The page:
Over recent years, both the federal and state governments have enacted countless laws that encroach upon the basic liberties and legal safeguards of Australians.
At the national level, the right to privacy has been sacrificed under the federal government’s mandatory metadata regime – which allows Australian security agencies warrantless access to data information about the phone calls, emails, text messages and internet sessions of individuals.
In a speech last year, NSW Chief Justice Tom Bathurst informed his audience that he had identified 397 legislative encroachments upon three rights alone in the state of NSW. These were the right against self-incrimination, the presumption of innocence, and the right to legal professional privilege.
This systematic whittling away at our safeguards and protections has triggered renewed calls to establish a bill of rights at both the state and federal levels.
Our rights are not protected
Australia has ratified seven of the eight major international treaties that define and protect people’s “inalienable human rights.” This means the nation has committed to uphold these values at the international level, as well as providing these basic protections to those within its borders.
However, as Australian governments continue to enact laws and provisions, often in the name of national security, that actually encroach on the rights of all, it’s been shown that being a signatory to the international rights covenants and conventions doesn’t ensure safeguards domestically.
A bill of rights would protect citizen’s freedoms and limit government power to remove them.
Currently, Australia is the only western democracy without such a bill. And the debate about establishing one has gone on for decades. But, successive Australian governments have repeatedly rejected moves to protect the rights of citizens under the law.
The United States bill of rights is often seen as the shining example, when it comes to provisions that guarantee personal freedoms and rights. It’s enshrined in the US constitution. However, over recent years, nations, such as the UK, Canada and New Zealand, have enacted statutory rights bills.
The statutory bill of rights model has already been adopted in some Australian jurisdictions. The ACT passed the Human Rights Act in 2004, while the Charter of Human Rights and Responsibilities Act 2006 was enacted in Victoria. And currently, there’s a push for similar bills in NSW and Queensland.
An Australian bill of rights
Independent MP Andrew Wilkie is a vocal proponent of establishing a bill that would guarantee Australian’s rights under the law at the federal level. On August 14, he introduced the Australian Bill of Rights Bill 2017 into the House of Representatives.
Mr Wilkie told parliament that current protections provided by domestic legislation are “simply way too narrow.” And his bill, which is modelled on a similar piece of legislation from 2001, would protect against the “alarming increase in the power of government in Australia.”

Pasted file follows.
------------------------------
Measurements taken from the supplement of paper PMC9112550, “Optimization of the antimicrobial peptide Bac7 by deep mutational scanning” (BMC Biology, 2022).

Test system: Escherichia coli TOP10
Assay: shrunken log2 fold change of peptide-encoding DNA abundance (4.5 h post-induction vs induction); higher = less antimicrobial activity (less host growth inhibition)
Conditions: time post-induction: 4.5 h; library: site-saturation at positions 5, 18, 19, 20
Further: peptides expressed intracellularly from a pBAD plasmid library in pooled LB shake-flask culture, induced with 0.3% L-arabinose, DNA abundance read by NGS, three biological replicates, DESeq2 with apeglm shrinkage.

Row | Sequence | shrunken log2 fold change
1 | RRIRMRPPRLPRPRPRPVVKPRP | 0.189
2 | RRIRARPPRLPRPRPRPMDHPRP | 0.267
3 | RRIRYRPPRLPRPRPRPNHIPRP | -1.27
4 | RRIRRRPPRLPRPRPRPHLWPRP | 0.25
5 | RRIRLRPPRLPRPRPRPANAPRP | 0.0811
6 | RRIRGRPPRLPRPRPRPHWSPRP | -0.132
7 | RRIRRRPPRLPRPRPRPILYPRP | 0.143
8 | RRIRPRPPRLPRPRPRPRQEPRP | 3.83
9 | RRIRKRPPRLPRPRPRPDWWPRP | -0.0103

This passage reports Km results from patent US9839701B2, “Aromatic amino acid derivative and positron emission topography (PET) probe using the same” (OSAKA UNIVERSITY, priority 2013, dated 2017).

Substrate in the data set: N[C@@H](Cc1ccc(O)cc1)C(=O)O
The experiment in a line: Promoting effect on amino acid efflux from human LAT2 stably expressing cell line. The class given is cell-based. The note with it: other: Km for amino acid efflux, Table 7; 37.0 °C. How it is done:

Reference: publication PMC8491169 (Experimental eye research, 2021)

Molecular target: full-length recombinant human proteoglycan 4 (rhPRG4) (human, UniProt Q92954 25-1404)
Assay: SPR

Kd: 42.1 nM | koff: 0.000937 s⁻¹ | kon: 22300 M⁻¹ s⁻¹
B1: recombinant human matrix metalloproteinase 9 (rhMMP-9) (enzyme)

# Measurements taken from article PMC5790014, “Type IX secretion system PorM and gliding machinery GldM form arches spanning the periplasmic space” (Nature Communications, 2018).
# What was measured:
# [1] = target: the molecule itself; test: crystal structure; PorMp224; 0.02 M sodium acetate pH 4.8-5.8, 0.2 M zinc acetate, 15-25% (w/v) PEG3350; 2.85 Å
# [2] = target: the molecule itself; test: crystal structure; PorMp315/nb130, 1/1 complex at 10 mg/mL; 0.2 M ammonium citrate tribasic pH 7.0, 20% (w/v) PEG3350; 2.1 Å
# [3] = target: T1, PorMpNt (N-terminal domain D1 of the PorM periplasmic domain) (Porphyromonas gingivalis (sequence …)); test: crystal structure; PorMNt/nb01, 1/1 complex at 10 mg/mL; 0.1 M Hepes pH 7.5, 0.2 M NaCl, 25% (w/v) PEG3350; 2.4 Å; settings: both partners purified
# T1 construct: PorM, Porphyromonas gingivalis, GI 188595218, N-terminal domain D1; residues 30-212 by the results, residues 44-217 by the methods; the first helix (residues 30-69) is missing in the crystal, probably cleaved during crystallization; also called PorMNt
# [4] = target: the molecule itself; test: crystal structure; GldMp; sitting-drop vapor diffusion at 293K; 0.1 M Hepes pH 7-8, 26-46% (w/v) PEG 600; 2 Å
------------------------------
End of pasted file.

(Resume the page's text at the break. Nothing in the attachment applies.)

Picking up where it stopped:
Sydney Criminal Lawyers spoke with Mr Wilkie, federal member for Denison, about the climate in Australian politics that makes a rights bill necessary, what his piece of legislation would establish, and the ongoing lack of support from the major parties.
Firstly, Andrew, over recent months, there’s been a renewed focus on the issue of a bill of rights at both the federal and state levels.
Why do you think there’s such an interest in establishing a bill of rights in this country right now?
There’s long been an interest in a bill of rights, because we obviously don’t have one and there would be merit in having one.
But, in recent years, the value of a bill of rights has become more important, because of the increasing power of the state. And many people feel that their rights have been eroded on account of laws that have been passed by a range of governments.
A very good example is all the national security reforms. But, there are many other good examples, where people sense there is an increasing power of the state at the expense of their rights. So, that has helped to sharpen the focus on the need for an Australian bill of rights.
Also, the fact that Victoria, in recent years, legislated a bill of rights. That was a really important development. It showed that a government can take a leadership role and drive reform like this. And leadership and consultation can bring a lot of the community on board.
By the time it was legislated, support for it had grown strongly.
On August 14, you introduced the Australian Bill of Rights Bill 2017 into federal parliament. What does this bill seek to establish?
In essence, it would enshrine a bill of rights in Australian law. And that bill of rights would prevail over any Commonwealth, state or territory law that is inconsistent with it.
It would allow people to seek a remedy with the Human Rights Commission if any of the rights in the bill have been infringed upon.
It’s consistent with all of the international conventions to which Australia is a signatory. For example, the International Covenant on Civil and Political Rights, the International Covenant on Economic Social and Cultural Rights and the Convention on the Rights of the Child.